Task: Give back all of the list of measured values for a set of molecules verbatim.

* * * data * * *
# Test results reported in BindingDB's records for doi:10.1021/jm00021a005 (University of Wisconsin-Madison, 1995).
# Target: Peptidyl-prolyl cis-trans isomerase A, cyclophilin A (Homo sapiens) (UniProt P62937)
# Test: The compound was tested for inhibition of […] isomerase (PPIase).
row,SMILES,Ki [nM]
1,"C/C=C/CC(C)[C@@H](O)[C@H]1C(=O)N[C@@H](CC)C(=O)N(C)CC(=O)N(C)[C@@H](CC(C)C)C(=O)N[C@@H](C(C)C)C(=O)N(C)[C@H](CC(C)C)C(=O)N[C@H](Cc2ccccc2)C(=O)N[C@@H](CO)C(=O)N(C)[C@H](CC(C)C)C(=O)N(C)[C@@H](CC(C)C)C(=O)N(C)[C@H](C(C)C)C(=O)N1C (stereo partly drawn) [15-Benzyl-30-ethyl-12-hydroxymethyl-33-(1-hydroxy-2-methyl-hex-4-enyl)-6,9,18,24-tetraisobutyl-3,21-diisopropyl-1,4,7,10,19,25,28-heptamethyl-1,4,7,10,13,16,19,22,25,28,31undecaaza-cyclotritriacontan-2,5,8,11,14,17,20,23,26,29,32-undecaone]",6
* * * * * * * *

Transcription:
# Test results reported in BindingDB's records for doi:10.1021/jm00021a005 (University of Wisconsin-Madison, 1995).
# Target: Peptidyl-prolyl cis-trans isomerase A, cyclophilin A (Homo sapiens) (UniProt P62937)
# Test: The compound was tested for inhibition of […] isomerase (PPIase).
row,SMILES,Ki [nM]
1,"C/C=C/CC(C)[C@@H](O)[C@H]1C(=O)N[C@@H](CC)C(=O)N(C)CC(=O)N(C)[C@@H](CC(C)C)C(=O)N[C@@H](C(C)C)C(=O)N(C)[C@H](CC(C)C)C(=O)N[C@H](Cc2ccccc2)C(=O)N[C@@H](CO)C(=O)N(C)[C@H](CC(C)C)C(=O)N(C)[C@@H](CC(C)C)C(=O)N(C)[C@H](C(C)C)C(=O)N1C (stereo partly drawn) [15-Benzyl-30-ethyl-12-hydroxymethyl-33-(1-hydroxy-2-methyl-hex-4-enyl)-6,9,18,24-tetraisobutyl-3,21-diisopropyl-1,4,7,10,19,25,28-heptamethyl-1,4,7,10,13,16,19,22,25,28,31undecaaza-cyclotritriacontan-2,5,8,11,14,17,20,23,26,29,32-undecaone]",6